Theaters go on vacations, museums too, but the eviction never ends in this city. As the spectacle of social drama, eviction is a constant. It is the most repeated spectacle one can experience here. Even in suburban towns like Vilafrancal’Hospitalet, or Sant Celoni, there are evictions every day. The eviction is a drama that never ends. A performance in looping that moves from one street to another, from one apartment to another, from one homeless person to another. Each new eviction connects with the next and comes from the previous one. Evictions involve the whole city. We imagine that eviction is over when a neighbor is thrown into the street, or when a neighbor commits suicide, or when people manage to stop it. Nevertheless, eviction is what we experience every day in the city. A continuous eviction that crosses all evictions.

Arts Santa Monica is a museum, not a theater (although nowadays theaters increasingly resemble museums and museums resemble theaters). In this museum located on La Rambla, just in front of the human statues and the monuments to Theater and Columbus, the possibility of representing an eviction is proposed, and to do so, give the audience the tools to become actors of this Homeric journey. The audience is invited to embody the statues and, with simple poses, evoke the dramaturgical potential of stillness. Transferring the poetics of the statues at the museum’s doors to the interior of the museum and showing on the visitors’ bodies the traces of a drama, that of eviction, which is a performance that we have all been learning for a long time.

However, how to educate the public, how to update what the visitor already knows and turn it into a drama of statues, a drama of living statues? Rebecca Schneider reminds us in Performance Remains (2001) that statues are the longest-lasting performance. The monuments to Columbus in the public squares of Spanish and Latin American cities eternalize the performance of colonization. Humanity is made of a constant displacement from the invasion of those who have more power in the spaces of those who have less.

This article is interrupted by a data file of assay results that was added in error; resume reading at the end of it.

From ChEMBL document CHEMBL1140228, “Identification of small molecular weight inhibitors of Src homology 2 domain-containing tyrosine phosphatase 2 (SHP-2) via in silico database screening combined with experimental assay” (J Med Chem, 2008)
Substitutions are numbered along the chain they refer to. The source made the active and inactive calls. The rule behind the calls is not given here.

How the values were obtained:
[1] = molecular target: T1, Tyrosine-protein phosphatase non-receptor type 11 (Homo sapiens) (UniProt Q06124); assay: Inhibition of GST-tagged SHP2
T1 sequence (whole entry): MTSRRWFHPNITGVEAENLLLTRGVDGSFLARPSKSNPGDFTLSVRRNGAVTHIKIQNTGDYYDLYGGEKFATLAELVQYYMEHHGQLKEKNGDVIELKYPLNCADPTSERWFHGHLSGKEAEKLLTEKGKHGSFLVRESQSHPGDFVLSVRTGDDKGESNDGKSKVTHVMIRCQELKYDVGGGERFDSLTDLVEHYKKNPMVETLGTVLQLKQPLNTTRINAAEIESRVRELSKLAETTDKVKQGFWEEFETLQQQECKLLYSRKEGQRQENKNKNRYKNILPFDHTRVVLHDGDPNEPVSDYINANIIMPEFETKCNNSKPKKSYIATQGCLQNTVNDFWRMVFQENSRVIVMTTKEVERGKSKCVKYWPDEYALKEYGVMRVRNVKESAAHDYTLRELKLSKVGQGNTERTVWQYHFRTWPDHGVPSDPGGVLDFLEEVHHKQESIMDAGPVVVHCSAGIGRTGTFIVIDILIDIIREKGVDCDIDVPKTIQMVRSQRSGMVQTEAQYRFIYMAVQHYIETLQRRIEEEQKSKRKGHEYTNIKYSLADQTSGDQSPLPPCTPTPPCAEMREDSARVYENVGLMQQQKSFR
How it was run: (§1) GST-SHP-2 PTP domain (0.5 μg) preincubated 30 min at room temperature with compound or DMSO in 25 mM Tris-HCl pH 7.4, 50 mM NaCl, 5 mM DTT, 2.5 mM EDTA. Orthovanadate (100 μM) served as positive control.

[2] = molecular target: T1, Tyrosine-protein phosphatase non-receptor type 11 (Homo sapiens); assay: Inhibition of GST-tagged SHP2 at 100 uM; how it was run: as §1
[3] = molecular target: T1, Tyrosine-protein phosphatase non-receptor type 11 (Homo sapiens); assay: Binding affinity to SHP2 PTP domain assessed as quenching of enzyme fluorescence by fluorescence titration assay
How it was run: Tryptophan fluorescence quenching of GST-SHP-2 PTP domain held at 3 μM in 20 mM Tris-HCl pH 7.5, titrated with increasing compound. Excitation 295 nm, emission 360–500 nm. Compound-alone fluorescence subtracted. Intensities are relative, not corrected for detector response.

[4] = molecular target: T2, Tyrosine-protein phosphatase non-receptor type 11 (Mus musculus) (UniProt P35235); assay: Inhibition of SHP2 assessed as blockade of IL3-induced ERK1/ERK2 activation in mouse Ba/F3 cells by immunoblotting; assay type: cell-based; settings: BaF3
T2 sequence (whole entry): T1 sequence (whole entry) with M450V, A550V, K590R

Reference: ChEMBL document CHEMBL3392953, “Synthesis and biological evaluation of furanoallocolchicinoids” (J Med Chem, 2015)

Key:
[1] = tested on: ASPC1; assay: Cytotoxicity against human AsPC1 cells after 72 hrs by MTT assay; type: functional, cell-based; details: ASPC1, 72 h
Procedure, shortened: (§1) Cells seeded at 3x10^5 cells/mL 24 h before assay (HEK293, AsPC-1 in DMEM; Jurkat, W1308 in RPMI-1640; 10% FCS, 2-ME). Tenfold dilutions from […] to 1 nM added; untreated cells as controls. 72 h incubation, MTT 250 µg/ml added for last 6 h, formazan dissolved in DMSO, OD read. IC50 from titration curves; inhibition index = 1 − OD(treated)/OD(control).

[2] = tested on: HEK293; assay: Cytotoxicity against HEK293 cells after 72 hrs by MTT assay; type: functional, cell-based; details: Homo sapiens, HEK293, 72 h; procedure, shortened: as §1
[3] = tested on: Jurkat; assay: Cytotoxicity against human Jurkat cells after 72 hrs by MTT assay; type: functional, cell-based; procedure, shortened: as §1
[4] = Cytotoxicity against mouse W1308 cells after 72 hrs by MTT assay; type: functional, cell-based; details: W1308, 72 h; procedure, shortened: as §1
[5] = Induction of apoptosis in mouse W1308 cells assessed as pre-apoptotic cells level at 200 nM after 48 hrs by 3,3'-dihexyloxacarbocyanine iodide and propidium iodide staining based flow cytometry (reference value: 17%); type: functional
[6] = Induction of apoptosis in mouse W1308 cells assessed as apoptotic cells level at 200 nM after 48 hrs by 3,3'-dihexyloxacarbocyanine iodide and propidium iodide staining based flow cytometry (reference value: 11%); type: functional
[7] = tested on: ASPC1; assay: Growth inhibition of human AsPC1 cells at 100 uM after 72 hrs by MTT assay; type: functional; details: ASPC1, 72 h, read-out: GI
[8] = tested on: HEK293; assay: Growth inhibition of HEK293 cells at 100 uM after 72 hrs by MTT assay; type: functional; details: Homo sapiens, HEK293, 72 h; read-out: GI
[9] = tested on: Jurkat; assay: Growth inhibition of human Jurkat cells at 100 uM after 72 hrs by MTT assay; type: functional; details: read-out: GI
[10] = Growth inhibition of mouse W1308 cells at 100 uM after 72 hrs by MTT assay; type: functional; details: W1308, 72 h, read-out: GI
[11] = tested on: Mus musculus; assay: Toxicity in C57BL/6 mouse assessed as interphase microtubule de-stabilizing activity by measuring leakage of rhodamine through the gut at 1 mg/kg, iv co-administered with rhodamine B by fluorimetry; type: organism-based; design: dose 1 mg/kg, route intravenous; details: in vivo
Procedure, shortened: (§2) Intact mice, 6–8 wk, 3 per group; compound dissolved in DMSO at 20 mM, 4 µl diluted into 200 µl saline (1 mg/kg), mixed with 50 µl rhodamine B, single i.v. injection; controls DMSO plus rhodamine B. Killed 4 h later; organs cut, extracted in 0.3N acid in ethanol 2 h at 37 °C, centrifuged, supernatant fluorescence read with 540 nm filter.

The statue is the continuation of the performance of the historical fact that remains in the present. An eternal performance that acts in our daily life. The “apartment available” sign is an eviction that is happening, even if it seems to be over. Schneider’s point is not only that statues continue the political and social performances of the past, but that they project them into the future and act in the present. A statue shows a gesture that goes beyond the instant represented: it also shows the position in which it was before and towards which it is heading afterward.

How are the statues positioned in the DesnonisseaAugusto Boal, in his Theater of the Oppressed (1973), proposes as one of the categories of his theater, the Image Theater. This type of social theater is made for people to transform into static images the situations of oppression to which they are subjected. In a very slow rhythm, the participants of Image Theater create key images of their past, present, and future.

Today, even a tourist would be able to show Image Theater of an eviction. The images of the desnonament have become as recognizable postcards of the city as those that were stamped with the Barcelona Brand logo.

However, Image Theater is one of the least practiced categories of Theater of the Oppressed. The Forum Theater, for example, has much more diffusion, to the point that the Image Theater is sometimes considered a warm-up for the Forum Theater. Although in social networks, we practice a daily Image Theater based on selfies and likes on the selfies of others, in a perpetual static representation of our daily life.

Desnonissea gives the necessary tools to give autonomy to the museum visitor so that he can represent the epic poem, the contemporary tragedy, the cruel postcard of Barcelona that, however, is a drama that comes from ancient times and is projected, like the statues, in the future. Specialists in stage direction, declamation, mime, and Image Theater, but also people who have lived in first person the drama of eviction, help direct the public to this action that, definitely, we have been learning for centuries. Spain owes its wealth to the eviction of colonization. The capitalist system is a mechanism that works precisely thanks to the eviction of populations that are exterminated or forced to migrate. Desnonissea is the staging of this system.

(To be continued)




Roger Bernat with the collaboration of Erro Grupo (Luana Raiter and Pedro Bennaton). Epic poem by Núria Martínez-Vernis and Oriol Sauleda. Testimonies and indications by Walter San Joaquín (mime and living statue), among others. Systems: Mar Canet. Make up: Anita Sabina Vergara. Production: Arts Santa Mònica, with the collaboration of the Ajuntament de Barcelona.

Photo 1: Magdeleine G. dancing under hypnosis: “Le chien était blotti…” (Verlaine). (Verlaine). Photo 2: Magdeleine G. dancing under hypnosis: The death of Isolde. François Frédéric named Fred Boissonnas. 1902-1904. Geneva Library. Illustration: @biksakura, Masala Magazine no. 80, juny 2020.